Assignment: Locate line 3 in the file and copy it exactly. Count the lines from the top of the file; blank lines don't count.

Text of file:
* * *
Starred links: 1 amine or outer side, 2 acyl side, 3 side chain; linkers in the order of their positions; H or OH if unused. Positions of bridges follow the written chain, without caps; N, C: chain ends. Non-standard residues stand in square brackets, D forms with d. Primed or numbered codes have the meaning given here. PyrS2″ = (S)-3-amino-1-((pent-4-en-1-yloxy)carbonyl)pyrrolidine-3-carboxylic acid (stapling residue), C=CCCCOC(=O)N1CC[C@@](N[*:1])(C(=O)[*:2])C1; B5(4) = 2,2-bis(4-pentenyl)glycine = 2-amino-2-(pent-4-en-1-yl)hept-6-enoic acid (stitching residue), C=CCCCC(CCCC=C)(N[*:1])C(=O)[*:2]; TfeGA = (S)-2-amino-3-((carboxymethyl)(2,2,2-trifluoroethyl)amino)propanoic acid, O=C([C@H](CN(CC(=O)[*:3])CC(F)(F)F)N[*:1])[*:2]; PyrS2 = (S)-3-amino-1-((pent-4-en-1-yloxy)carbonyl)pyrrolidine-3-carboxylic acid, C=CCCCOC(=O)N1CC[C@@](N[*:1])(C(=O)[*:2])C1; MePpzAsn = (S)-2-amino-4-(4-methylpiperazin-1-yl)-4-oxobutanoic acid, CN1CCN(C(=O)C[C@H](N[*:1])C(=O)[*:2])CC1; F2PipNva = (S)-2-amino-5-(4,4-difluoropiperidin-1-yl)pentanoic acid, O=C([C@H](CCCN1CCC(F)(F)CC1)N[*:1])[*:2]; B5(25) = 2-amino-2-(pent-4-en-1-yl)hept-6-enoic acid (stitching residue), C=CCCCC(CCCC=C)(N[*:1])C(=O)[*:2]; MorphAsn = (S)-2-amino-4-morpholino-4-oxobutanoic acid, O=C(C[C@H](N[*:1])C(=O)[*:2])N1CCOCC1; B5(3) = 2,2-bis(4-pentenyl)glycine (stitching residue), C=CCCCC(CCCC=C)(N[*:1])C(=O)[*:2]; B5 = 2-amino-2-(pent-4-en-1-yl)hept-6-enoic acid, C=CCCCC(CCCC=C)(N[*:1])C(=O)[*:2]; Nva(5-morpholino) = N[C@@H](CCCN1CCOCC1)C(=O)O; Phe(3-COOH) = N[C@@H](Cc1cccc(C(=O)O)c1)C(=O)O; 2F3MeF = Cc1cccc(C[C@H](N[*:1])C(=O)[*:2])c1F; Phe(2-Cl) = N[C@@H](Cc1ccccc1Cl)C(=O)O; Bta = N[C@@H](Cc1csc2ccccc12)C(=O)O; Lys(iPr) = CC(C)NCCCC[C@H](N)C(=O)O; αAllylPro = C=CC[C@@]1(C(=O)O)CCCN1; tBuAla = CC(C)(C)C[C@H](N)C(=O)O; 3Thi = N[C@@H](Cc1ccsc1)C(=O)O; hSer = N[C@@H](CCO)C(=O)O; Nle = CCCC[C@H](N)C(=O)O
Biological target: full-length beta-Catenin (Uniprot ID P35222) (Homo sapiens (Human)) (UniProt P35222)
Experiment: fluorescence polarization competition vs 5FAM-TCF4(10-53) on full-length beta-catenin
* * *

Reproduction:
Experiment: fluorescence polarization competition vs 5FAM-TCF4(10-53) on full-length beta-catenin